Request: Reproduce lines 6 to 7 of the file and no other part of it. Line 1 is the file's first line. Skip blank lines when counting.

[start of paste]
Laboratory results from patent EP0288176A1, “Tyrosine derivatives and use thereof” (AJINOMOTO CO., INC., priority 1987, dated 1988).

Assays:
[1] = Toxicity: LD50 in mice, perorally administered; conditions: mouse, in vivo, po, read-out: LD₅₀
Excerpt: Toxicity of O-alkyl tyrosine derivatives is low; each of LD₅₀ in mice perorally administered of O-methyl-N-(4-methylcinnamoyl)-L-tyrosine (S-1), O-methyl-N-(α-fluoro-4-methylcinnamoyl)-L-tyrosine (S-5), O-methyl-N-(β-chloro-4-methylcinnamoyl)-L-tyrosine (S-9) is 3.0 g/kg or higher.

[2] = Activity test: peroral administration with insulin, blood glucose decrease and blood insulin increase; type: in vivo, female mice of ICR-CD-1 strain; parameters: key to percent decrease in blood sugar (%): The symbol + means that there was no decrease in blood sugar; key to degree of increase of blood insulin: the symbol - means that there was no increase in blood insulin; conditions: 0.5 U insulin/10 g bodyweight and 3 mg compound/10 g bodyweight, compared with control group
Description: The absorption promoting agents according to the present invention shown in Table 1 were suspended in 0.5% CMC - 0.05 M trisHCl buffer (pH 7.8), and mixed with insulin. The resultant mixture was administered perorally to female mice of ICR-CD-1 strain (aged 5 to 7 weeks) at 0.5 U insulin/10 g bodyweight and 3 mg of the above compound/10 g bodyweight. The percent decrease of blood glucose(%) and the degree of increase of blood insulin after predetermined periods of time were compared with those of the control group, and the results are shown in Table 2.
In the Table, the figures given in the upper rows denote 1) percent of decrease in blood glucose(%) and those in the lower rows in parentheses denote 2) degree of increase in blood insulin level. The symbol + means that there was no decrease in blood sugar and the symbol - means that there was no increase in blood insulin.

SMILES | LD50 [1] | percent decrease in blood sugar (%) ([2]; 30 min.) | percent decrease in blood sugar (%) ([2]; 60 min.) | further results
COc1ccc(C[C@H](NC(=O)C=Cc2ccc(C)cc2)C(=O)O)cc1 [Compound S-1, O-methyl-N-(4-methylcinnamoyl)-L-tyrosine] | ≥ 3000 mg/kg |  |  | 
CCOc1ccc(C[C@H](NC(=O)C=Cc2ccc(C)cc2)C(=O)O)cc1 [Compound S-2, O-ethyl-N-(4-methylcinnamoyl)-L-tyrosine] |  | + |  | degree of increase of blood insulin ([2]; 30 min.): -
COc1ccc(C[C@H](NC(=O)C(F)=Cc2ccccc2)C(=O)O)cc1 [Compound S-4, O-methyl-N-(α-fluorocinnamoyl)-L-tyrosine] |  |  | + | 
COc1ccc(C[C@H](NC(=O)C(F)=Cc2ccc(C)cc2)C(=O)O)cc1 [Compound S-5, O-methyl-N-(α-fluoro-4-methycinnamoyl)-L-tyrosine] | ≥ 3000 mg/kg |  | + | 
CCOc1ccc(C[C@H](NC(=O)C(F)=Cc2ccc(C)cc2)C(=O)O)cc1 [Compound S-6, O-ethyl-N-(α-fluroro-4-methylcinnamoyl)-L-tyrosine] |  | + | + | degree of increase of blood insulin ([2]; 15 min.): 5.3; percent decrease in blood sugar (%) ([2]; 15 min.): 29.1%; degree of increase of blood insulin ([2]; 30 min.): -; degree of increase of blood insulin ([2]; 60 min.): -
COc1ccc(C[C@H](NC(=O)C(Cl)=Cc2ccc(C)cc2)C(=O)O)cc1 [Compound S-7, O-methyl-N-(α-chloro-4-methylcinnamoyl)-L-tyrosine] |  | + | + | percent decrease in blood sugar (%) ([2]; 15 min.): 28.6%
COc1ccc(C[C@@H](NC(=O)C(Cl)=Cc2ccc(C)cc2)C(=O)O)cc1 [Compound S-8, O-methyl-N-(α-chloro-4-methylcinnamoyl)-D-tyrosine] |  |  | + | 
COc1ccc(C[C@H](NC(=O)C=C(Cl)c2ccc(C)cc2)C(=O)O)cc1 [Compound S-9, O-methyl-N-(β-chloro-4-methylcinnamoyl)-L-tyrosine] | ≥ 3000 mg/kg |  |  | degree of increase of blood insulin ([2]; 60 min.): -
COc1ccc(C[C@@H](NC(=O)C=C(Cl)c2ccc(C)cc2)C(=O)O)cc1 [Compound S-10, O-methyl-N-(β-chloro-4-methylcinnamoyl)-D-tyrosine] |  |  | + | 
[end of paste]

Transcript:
Description: The absorption promoting agents according to the present invention shown in Table 1 were suspended in 0.5% CMC - 0.05 M trisHCl buffer (pH 7.8), and mixed with insulin. The resultant mixture was administered perorally to female mice of ICR-CD-1 strain (aged 5 to 7 weeks) at 0.5 U insulin/10 g bodyweight and 3 mg of the above compound/10 g bodyweight. The percent decrease of blood glucose(%) and the degree of increase of blood insulin after predetermined periods of time were compared with those of the control group, and the results are shown in Table 2.
In the Table, the figures given in the upper rows denote 1) percent of decrease in blood glucose(%) and those in the lower rows in parentheses denote 2) degree of increase in blood insulin level. The symbol + means that there was no decrease in blood sugar and the symbol - means that there was no increase in blood insulin.